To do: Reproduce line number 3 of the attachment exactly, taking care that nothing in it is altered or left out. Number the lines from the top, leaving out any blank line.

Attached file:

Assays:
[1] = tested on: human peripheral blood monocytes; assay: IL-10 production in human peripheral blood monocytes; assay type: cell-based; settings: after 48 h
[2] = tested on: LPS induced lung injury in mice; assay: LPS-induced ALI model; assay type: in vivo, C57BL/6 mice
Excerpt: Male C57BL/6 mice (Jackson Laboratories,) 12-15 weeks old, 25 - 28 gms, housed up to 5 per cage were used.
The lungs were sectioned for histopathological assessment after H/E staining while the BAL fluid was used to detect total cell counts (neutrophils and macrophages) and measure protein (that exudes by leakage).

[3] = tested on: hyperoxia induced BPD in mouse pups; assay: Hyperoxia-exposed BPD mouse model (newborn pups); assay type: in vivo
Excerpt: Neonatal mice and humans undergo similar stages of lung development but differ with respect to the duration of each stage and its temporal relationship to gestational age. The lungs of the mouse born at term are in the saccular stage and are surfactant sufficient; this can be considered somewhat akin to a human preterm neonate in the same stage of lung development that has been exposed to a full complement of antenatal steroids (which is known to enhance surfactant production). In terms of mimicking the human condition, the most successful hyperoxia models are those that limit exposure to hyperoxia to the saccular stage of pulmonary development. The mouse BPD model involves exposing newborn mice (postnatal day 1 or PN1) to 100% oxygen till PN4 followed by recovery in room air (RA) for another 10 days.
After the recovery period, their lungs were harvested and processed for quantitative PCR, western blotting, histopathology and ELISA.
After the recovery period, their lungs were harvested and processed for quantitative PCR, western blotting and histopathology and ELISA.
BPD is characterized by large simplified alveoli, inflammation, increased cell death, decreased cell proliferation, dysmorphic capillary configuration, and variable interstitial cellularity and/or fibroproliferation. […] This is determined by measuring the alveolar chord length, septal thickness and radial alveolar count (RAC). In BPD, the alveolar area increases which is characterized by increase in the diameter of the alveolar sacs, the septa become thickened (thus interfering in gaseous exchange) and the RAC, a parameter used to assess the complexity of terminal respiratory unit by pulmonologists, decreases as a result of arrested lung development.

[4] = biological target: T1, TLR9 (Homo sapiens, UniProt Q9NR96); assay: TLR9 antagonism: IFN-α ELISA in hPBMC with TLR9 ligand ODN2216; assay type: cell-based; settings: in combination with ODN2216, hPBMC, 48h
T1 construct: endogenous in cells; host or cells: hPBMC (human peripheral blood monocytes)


[2] = tested on: LPS induced lung injury in mice; assay: LPS-induced ALI model; assay type: in vivo, C57BL/6 mice